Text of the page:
In January 2013, the Lakota People’s Law Project made a report to Congress detailing findings pertaining to South Dakota’s corrupt foster system. An issue of particular concern was the over prescription of medications to Native American foster youth. Since this release, the important discussion has gained momentum.
American Indian children make up 13.4% of South Dakota’s population, yet 56.3% of the foster system is comprised of Native youth. This fact alone is cause for concern, yet further investigation reveals even more startling truths that are relevant to the entire nation’s foster care system.
Between 1999 and 2009, South Dakota’s foster care prescriptions skyrocketed from 841 to 3,112, a staggering 370% increase. The type of medication most often purchased and used fell under the category of psychotropic or anti-psychotic, drugs that are prescribed for people with serious mental illnesses that typically affect less than 1 percent of the population.
In the particular case of South Dakota, the medication was being used to subdue rather than treat children, vastly enriching both the state workers, hospitals and pharmaceutical companies at the direct expense of the foster care children. Further research has demonstrated that those drugs may actually be harmful to developing brains, and have detrimental side effects such as weight gain in extreme cases suicide.
The Medicaid spending which paralleled this trend grew from $300,987 to $4,016,148, or 1,334%, during the same ten-year period. The year between 2005 and 2006 alone brought about a double in prescriptions.
The average medical cost of a Native foster child in South Dakota in the former year was $1,133.49 while general members of the population averaged at about $351.51.
The utter lack of discretion on the part of those doling out psychotropic, or mind altering drugs, to foster minors is also alarming. A 2007 survey by the University of Chicago set out to “examine various means used by state child welfare agencies to provide consent for, and oversight of, psychotropic medications for children in state custody…” and found that the state of South Dakota does not enforce adequate policies of oversight in processing consent for psychotropic medications.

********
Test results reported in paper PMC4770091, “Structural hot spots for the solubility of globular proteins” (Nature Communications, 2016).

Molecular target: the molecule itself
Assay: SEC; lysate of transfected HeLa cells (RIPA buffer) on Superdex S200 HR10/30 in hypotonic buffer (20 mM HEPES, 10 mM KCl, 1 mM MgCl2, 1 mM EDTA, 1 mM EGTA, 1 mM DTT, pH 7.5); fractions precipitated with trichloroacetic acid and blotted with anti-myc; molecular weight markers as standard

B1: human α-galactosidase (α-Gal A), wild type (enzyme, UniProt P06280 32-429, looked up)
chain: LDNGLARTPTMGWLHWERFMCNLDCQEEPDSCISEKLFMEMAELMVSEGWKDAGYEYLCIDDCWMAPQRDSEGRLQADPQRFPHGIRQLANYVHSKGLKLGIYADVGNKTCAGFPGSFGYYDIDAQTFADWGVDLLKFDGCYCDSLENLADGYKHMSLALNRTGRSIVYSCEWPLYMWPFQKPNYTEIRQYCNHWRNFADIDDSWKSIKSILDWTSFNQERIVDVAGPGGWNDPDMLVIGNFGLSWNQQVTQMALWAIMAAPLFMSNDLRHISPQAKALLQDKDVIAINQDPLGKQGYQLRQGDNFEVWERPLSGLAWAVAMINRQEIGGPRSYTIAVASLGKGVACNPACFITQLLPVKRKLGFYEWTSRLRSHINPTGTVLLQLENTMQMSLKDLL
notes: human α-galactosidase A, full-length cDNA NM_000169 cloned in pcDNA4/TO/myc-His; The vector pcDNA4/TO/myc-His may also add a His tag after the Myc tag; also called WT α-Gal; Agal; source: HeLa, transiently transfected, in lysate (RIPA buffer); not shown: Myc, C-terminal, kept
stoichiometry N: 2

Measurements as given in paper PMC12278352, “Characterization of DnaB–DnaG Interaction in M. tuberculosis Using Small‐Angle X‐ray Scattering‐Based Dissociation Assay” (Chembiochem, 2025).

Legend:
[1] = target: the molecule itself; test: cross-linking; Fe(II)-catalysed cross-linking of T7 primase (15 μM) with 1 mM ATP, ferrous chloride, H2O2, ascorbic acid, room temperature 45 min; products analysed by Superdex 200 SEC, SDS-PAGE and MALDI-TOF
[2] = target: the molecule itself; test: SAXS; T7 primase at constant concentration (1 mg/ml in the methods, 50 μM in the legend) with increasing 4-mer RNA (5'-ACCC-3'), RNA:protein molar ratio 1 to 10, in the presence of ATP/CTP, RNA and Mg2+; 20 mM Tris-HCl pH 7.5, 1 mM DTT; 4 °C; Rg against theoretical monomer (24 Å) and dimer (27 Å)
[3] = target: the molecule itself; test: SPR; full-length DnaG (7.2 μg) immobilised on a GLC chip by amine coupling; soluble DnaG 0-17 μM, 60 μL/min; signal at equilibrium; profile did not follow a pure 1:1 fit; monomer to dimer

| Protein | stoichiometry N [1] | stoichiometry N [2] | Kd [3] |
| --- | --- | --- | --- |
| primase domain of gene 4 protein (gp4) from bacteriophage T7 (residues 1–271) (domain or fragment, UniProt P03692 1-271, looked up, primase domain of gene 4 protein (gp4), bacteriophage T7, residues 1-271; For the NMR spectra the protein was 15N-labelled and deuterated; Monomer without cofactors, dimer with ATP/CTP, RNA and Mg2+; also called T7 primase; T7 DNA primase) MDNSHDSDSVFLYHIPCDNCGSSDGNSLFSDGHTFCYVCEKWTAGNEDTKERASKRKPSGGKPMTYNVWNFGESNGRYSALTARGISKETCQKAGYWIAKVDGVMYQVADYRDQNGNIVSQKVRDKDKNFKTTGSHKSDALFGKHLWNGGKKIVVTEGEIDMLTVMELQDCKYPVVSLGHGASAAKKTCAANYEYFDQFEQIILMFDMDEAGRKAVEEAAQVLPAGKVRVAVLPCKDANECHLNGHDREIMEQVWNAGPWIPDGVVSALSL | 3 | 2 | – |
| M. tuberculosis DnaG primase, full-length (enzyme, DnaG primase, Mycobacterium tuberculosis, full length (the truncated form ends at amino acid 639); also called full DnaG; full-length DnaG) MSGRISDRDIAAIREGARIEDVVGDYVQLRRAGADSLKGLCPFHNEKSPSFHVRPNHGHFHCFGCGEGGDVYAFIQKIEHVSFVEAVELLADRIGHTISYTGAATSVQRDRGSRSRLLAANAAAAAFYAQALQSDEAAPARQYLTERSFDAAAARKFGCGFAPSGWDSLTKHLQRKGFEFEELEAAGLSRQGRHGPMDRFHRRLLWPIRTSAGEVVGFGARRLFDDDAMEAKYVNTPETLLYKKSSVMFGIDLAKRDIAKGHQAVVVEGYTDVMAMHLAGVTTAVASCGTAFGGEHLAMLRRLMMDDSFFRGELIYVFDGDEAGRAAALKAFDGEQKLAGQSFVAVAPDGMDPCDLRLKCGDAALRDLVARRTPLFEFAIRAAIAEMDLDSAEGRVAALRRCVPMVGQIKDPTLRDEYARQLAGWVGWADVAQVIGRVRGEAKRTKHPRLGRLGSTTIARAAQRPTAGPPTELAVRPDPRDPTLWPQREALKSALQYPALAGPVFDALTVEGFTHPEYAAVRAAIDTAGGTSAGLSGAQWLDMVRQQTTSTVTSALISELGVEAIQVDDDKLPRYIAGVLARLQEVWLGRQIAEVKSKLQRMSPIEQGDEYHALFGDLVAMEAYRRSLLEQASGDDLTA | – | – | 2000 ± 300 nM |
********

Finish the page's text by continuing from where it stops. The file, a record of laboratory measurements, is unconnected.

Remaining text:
Some of these startling trends are exclusive to South Dakota, unmatched in severity by other states. The mistreatment of Native youth in foster care, often through substance abuse, is a complex issue. Mending this crisis will require probing into minute details and reworking the status quo of mental health evaluation. According to Carolyn Barcus of the Society of Indian Psychologists, criteria presented in the widespread Diagnostic and Statistical Manual of Mental Disorders is severely biased against minorities and tailored sharply to white standards.
This is evidenced in the New Freedom Commission on Mental Health’s 2002 examination of the present parameters of mental healthcare, organized by George W. Bush. This group found scientific knowledge lacking in long-term effects of medication, impact of trauma on mental health, and mental health realities for minorities–all of which directly apply to the mental health of Native Americans in foster care.
The problem is not restricted to Native Americans in South Dakota, as demonstrated by a recent story in a California newspaper that dealt with the same problem of overdrugging vulnerable children in the state foster care system.
The San Jose Mercury News published a five-part series in August 2014 investigating the prevalence of over-prescription in bay area foster care.
This comprehensive story covers individual experiences and widespread commonalities alike. Former members of the foster system describe the after effects of their psychotropic drug use: tremors, mental shortcomings, and general aches and pains. It is a tragedy that state caregivers continue to sentence children to a lifetime of detriment.
It is vital that this outreach continues to grow and word is spread about the injustices of the foster care system.
The Lakota People’s Law Project is proud to have put out such important information and encouraged by participation of major sources such as the Mercury News for doing their part in raising the matter to the public eye. We are committed to bringing justice to the youth wronged by a shoddy system and inspired by others doing the same.